Supercomputer Shows How Ocean Captures Carbon

C. Coimbra photo

Editor’s Note: Highlighting by Neptune 911

By Staci Matlock
The New Mexican
Los Alamos scientists recently used a supercomputer to paint a vibrant picture of how ocean eddies move heat and capture carbon from the atmosphere.

The picture shows “the beauty of the ocean,” said scientist Todd Ringler, who helped develop the computer simulation of the eddies.

More than a work of art, the ocean eddies modeled by Ringler and seven other members of the Climate, Ocean and Sea Ice Modeling team can help climate scientists and oceanographers track changes within the oceans.

The ocean has its own weather, similar to the atmosphere, Ringler said. “The weather of the ocean plays an important role in the climate of the Earth,” he said.

Eddies, which can form in air or water, are a big part of the ocean weather. They occur when water flows break around an object, such as a rock in a river, or when an ocean current is crunched into a whirlpool-like pattern. In the oceans, eddies can range in size from a few feet to many miles wide.

Scientists gather data about the size and depth of these eddies to create the simulations.

In the team’s recent eddy simulation, the Gulf Stream creates a barrier between warm tropical waters, shown as red, and the colder polar waters in blue. “The warm Gulf Stream current, that we can think of as the jet stream, travels up the East Coast, then heads into the Atlantic Ocean where large eddies, that we can think of as storms, are generated,” Ringler said.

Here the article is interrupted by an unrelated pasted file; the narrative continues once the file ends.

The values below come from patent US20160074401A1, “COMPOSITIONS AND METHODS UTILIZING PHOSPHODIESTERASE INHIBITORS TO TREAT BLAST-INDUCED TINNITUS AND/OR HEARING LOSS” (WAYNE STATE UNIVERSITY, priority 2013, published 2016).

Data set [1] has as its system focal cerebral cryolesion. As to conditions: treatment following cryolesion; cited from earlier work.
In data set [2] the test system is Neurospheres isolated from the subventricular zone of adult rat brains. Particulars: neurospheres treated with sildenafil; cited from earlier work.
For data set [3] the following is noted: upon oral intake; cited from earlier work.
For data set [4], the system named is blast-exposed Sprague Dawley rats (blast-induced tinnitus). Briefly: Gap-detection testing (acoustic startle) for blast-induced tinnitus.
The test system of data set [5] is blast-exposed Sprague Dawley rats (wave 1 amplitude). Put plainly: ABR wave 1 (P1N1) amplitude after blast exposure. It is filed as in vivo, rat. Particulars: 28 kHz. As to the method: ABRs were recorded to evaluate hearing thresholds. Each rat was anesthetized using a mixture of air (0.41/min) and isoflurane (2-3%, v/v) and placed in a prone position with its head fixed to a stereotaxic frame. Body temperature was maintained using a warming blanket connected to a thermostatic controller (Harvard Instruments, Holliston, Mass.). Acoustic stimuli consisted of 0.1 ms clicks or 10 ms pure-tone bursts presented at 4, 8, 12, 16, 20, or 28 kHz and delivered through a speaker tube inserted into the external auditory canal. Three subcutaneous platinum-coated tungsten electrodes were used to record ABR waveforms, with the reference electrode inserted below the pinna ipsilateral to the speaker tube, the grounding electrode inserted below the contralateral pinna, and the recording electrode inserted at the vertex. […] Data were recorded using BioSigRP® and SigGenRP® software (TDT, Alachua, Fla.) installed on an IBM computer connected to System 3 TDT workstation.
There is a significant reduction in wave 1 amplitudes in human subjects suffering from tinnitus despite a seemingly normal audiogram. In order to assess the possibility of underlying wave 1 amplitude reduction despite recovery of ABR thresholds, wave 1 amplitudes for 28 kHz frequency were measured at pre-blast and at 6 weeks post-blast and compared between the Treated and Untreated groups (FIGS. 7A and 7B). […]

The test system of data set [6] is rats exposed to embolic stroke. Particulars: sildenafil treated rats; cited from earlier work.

Eddies act as mixing spoons in the ocean, moving nutrients and warm or cold water around.


LANL scientists’ ocean images help track changes and carbon capture

In the ocean, warmer, lighter water is near the top. Colder, denser water is on the bottom. “But it’s not layered like a cake. It’s tilted,” Ringler said. “The cold water at the surface of the [North and South Poles] is the deep water at the equator. Eddies move the water on the surface and allow water on the surface to communicate with water on the bottom.”

“These ocean storms move heat and and carbon from the atmosphere into deep ocean [two to four miles down],” he added. “This happens very, very slowly, but over the next 1,000 years, much of the fossil fuel carbon emissions will end up in the deep ocean. Ocean eddies make that happen.”

As the ocean waters capture carbon, eddies help move the carbon to the deep ocean where it will stay, for awhile, but not forever. “Ultimately, what will happen is the bottom of the ocean will warm up and give the heat back to the atmosphere,” he said.

Plume from coal-fired power plant. C.Coimbra photo

Plume from coal-fired power plant. C.Coimbra photo

The ocean sink for carbon won’t be able to keep up with what humans and nature are emitting. “Carbon emissions from fossil-fuel burning is far greater than capacity of oceans to take it up. We are sort of doubling the carbon in the atmosphere on a time scale of 100 years,” he said. “The carbon uptake into the ocean is on the scale of 1,000 years or 10,000 years.”

Contact Staci Matlock at 986-3055 or Follow her on Twitter @StaciMatlock.

Categories: Climate Change, Condition of Oceans, Fossil Fuel

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